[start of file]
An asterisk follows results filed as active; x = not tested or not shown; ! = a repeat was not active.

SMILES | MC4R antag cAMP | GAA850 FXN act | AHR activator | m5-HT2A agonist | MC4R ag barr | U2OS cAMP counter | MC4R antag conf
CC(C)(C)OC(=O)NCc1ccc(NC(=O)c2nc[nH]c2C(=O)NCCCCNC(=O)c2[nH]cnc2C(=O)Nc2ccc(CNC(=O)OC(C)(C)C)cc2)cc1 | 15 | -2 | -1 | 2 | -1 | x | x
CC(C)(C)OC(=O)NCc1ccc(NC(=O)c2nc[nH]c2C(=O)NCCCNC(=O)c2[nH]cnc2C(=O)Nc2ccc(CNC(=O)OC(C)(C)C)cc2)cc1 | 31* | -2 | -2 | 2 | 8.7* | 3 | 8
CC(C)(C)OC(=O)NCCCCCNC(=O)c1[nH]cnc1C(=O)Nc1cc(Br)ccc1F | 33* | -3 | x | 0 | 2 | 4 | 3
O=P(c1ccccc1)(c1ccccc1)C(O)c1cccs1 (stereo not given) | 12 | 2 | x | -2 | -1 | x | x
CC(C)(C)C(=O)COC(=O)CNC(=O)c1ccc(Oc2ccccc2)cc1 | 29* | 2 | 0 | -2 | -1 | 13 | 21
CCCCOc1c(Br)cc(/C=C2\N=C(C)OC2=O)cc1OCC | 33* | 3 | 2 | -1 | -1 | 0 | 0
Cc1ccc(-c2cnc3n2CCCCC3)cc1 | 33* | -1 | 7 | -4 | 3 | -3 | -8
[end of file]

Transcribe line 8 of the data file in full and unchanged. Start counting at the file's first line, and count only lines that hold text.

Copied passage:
CCCCOc1c(Br)cc(/C=C2\N=C(C)OC2=O)cc1OCC | 33* | 3 | 2 | -1 | -1 | 0 | 0